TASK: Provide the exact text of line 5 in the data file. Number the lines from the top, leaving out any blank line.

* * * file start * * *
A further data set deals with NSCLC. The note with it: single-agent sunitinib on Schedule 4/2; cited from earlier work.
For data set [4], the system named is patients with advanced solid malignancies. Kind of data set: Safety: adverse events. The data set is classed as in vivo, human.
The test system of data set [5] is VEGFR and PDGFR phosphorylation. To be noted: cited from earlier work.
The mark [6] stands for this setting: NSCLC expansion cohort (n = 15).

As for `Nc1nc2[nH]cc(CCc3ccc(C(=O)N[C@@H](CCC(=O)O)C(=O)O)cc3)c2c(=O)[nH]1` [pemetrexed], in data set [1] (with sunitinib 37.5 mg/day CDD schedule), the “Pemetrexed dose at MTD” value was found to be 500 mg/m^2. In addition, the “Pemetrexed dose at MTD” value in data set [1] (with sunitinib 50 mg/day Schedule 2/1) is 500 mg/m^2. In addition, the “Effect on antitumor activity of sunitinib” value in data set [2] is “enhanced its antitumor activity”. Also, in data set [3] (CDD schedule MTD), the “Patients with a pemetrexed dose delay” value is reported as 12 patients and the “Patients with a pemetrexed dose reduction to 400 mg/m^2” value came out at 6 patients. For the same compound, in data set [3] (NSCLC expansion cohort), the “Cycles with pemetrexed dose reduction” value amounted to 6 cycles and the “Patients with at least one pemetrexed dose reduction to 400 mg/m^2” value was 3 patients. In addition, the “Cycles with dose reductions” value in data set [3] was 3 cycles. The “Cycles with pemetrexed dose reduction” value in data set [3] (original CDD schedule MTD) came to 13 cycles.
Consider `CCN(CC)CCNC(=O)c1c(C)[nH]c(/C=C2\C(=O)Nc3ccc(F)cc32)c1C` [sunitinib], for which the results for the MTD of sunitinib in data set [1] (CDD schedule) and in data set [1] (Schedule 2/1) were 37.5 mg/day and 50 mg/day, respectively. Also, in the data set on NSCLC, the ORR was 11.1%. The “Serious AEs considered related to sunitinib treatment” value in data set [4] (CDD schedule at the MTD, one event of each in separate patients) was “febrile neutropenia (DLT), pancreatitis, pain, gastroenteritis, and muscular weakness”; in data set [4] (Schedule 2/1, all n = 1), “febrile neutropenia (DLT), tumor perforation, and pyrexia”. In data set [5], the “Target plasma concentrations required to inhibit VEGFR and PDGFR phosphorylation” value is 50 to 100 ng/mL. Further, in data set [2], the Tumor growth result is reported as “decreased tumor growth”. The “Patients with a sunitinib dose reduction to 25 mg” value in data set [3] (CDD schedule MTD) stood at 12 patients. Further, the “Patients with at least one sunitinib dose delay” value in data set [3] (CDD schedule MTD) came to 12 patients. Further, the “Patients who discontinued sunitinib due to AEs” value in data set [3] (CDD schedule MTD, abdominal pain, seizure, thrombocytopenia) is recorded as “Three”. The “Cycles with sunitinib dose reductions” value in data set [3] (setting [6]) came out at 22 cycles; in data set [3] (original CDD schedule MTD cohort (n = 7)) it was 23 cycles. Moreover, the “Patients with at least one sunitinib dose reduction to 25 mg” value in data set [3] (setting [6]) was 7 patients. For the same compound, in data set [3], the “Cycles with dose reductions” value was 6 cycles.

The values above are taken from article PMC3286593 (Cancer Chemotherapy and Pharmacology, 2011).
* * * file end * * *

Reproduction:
As for `Nc1nc2[nH]cc(CCc3ccc(C(=O)N[C@@H](CCC(=O)O)C(=O)O)cc3)c2c(=O)[nH]1` [pemetrexed], in data set [1] (with sunitinib 37.5 mg/day CDD schedule), the “Pemetrexed dose at MTD” value was found to be 500 mg/m^2. In addition, the “Pemetrexed dose at MTD” value in data set [1] (with sunitinib 50 mg/day Schedule 2/1) is 500 mg/m^2. In addition, the “Effect on antitumor activity of sunitinib” value in data set [2] is “enhanced its antitumor activity”. Also, in data set [3] (CDD schedule MTD), the “Patients with a pemetrexed dose delay” value is reported as 12 patients and the “Patients with a pemetrexed dose reduction to 400 mg/m^2” value came out at 6 patients. For the same compound, in data set [3] (NSCLC expansion cohort), the “Cycles with pemetrexed dose reduction” value amounted to 6 cycles and the “Patients with at least one pemetrexed dose reduction to 400 mg/m^2” value was 3 patients. In addition, the “Cycles with dose reductions” value in data set [3] was 3 cycles. The “Cycles with pemetrexed dose reduction” value in data set [3] (original CDD schedule MTD) came to 13 cycles.